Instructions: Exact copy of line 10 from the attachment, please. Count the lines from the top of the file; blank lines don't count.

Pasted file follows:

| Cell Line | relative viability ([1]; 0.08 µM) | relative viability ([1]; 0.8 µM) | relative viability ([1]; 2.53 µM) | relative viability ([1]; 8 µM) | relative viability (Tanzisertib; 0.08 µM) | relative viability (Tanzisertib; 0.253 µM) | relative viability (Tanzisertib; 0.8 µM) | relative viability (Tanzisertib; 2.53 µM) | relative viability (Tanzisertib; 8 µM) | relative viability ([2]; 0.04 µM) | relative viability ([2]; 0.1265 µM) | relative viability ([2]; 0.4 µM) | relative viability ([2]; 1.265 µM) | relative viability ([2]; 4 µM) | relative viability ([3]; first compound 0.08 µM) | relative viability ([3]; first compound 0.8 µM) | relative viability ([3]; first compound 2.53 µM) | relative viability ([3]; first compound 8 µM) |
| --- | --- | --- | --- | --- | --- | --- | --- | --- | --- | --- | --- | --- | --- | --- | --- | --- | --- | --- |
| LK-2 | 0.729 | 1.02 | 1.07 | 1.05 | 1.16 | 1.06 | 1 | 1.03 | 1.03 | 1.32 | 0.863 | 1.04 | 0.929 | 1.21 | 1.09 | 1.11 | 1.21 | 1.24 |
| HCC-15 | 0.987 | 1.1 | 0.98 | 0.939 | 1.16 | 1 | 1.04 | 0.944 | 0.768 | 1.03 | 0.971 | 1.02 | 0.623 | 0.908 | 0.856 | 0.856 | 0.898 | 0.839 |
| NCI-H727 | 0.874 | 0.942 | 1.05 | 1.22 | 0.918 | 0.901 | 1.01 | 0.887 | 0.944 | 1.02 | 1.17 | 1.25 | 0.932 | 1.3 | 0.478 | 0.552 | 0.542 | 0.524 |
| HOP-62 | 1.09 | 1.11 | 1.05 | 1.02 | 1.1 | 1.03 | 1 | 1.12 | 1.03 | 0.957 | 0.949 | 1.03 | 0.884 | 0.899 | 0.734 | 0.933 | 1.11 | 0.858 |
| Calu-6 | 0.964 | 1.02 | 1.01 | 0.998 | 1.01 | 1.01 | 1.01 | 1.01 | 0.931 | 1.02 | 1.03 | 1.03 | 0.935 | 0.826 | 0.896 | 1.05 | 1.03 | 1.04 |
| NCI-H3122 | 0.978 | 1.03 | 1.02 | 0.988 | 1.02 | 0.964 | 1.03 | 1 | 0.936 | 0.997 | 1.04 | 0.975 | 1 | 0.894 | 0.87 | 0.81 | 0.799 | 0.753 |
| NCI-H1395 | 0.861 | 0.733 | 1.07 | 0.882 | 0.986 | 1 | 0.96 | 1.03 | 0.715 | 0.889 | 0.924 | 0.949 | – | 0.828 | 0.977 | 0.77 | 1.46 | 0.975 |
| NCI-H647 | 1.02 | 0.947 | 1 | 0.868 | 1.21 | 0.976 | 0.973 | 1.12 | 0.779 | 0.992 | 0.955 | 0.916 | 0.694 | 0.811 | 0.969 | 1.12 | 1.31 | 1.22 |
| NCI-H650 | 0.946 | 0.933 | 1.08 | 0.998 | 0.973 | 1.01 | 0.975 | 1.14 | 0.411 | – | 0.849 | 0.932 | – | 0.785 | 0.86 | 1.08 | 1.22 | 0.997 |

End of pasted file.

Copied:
| NCI-H647 | 1.02 | 0.947 | 1 | 0.868 | 1.21 | 0.976 | 0.973 | 1.12 | 0.779 | 0.992 | 0.955 | 0.916 | 0.694 | 0.811 | 0.969 | 1.12 | 1.31 | 1.22 |